“This is the other secret that real artists know and wannabe writers don’t. When we sit down each day and do our work, power concentrates around us. The Muse takes note of our dedication. She approves. We have earned favor in her sight. When we sit down and work, we become like a magnetized rod that attracts iron filings. Ideas come. Insights accrete.” – Steven Pressfield
I really enjoyed sharing my tips for budding writers and I was glad to hear that many of you found them helpful.
It can feel daunting – this dream of becoming a writer. But like with anything, the trick is to just start and then keep at it.
If you want to be inspired, have better ideas, improve your writing, or “find” your voice, you need to write everyday.
It really is that simple.
There’s no magic formula or course you can take that will make you a writer. Of course reading a lot, learning the tricks of the trade, and getting critical feedback will push you further. But the simple act of writing day in and day out is how you’ll finish your projects. It’s what will make you a writer.
Creating a daily writing practice is what’s allowed me to amp up this blog, create my ecourse, and get back on track with finishing my ebook. If you’re setting out to create your own daily writing practice, here are my suggestions.
Choose a project.
Rather than facing a completely blank screen, set yourself a task. Participants in NaNoWriMo challenge themselves to write a novel in a month. Perhaps you want to do morning pages to get the creative juices flowing, write a magazine article each week, or try your hand at poetry. Knowing what you’ve set out to accomplish will help keep you motivated.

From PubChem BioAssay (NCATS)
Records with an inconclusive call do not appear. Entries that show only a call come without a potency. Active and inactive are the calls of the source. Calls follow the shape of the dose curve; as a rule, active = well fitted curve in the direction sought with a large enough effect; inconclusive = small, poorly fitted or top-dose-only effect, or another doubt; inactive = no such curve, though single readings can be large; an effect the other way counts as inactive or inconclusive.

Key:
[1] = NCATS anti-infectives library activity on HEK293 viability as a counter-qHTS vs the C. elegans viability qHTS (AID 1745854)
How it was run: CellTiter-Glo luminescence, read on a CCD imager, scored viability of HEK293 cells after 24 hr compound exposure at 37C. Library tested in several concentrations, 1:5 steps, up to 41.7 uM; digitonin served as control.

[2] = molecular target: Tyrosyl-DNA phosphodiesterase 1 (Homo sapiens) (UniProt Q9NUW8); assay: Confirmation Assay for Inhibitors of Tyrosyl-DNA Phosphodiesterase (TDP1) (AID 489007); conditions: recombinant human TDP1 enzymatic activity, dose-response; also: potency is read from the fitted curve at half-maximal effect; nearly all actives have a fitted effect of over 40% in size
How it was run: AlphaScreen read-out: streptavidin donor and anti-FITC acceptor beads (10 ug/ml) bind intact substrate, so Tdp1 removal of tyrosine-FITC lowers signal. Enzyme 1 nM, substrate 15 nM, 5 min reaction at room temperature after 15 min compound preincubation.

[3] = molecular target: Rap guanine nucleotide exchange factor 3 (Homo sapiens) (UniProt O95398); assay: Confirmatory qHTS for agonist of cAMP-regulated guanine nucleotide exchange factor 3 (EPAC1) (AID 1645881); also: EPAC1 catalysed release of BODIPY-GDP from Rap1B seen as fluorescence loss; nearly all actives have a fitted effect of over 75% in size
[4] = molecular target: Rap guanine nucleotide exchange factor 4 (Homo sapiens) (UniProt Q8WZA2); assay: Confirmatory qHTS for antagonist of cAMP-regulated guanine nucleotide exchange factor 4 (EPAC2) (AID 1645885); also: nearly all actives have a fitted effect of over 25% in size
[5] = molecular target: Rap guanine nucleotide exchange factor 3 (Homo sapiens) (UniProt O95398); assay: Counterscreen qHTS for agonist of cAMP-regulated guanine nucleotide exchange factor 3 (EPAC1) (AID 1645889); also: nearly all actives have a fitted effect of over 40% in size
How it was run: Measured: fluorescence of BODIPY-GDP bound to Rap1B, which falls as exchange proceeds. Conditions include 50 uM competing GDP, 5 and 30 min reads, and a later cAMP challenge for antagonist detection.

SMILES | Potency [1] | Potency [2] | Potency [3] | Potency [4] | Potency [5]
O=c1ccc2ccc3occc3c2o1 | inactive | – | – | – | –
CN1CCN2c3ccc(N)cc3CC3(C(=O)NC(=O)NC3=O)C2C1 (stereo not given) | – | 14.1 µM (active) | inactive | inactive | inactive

Carve out time.
For me, I’ve set aside 30 minutes each day to work on my ebook – which is in addition to all of the other writing I do. Depending on your project, you might want to set yourself a daily word or page count. But it’s essential to figure out where this time will fit into your day. Consistency is key.
Determine the where.
I’m happiest writing at my desk or curled up in my favourite café. Either way, a mug of tea is always close at hand. I’ve learned to write wherever I am, whether it’s typing away over my lunch break or stealing some time to work between finishing work and meeting up with friends because that’s what it takes. But as much as possible, I write where I feel most inspired. Xandra feels most like a writer in coffee shops and Rebecca wrote most of her book in the rose garden near her house. Where do you feel most writerly? And if the sidewalk cafes of Paris are calling you but you’re bound to the practicality of life amidst the 9-5, figure out how you can infuse a bit of Parisian chic into your writing routine – buy a croissant to nibble while you type or wear your favourite beret as you scribble.
Create a ritual.
Steven Pressfield recites a prayer from Odysseus before he sits down to write. When I’m at my desk, I smudge myself with sage and light a candle. These rituals bring a sense of intention to the writing practice. They note a beginning and mark the time as sacred. Your ritual might be as simple as disconnecting the WiFi to get rid of distractions, but I encourage you to find something that brings purpose to your practice.
I’d love to know: do you have any thoughts on starting a daily writing practice? What projects are you working on right now?